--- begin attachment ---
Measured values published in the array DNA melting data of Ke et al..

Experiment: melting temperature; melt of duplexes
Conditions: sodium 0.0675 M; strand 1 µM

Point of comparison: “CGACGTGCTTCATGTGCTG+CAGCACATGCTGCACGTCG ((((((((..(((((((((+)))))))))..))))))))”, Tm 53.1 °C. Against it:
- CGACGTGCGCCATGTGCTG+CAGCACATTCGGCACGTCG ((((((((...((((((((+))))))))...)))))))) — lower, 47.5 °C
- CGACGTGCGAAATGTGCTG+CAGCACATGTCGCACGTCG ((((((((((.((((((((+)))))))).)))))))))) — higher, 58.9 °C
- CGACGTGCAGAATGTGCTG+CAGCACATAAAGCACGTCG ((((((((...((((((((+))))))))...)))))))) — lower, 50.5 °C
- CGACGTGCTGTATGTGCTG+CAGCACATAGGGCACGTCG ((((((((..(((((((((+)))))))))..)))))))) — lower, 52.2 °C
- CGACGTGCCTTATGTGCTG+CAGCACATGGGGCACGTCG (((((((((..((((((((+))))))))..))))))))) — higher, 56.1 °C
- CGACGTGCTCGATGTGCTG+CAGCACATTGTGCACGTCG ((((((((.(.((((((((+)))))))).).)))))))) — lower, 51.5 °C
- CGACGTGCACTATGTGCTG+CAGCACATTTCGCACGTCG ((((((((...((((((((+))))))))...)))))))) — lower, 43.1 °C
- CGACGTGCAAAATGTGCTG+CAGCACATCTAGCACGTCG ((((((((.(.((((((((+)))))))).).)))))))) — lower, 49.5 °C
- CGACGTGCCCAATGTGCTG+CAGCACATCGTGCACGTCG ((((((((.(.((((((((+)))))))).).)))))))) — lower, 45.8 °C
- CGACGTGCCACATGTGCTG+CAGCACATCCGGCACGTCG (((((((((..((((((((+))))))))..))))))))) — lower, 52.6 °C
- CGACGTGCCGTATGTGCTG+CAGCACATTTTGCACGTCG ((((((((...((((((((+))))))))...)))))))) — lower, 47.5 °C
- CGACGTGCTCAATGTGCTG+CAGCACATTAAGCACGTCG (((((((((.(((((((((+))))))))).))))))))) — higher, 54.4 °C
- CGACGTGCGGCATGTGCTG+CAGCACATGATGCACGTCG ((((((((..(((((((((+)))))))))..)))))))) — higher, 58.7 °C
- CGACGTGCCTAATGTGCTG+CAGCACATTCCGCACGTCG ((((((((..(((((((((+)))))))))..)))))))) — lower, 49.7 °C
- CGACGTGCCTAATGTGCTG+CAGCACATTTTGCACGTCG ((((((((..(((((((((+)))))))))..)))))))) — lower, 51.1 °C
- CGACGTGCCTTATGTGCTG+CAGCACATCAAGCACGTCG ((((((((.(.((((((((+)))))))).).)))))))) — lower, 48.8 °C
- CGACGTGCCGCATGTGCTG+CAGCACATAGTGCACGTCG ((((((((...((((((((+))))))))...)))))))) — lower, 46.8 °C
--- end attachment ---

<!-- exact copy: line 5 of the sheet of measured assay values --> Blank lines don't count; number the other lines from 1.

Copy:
- CGACGTGCGCCATGTGCTG+CAGCACATTCGGCACGTCG ((((((((...((((((((+))))))))...)))))))) — lower, 47.5 °C